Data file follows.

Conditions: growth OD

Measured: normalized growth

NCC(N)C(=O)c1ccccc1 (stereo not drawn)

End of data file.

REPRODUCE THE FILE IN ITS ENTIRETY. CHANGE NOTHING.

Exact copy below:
Conditions: growth OD

Measured: normalized growth

NCC(N)C(=O)c1ccccc1 (stereo not drawn)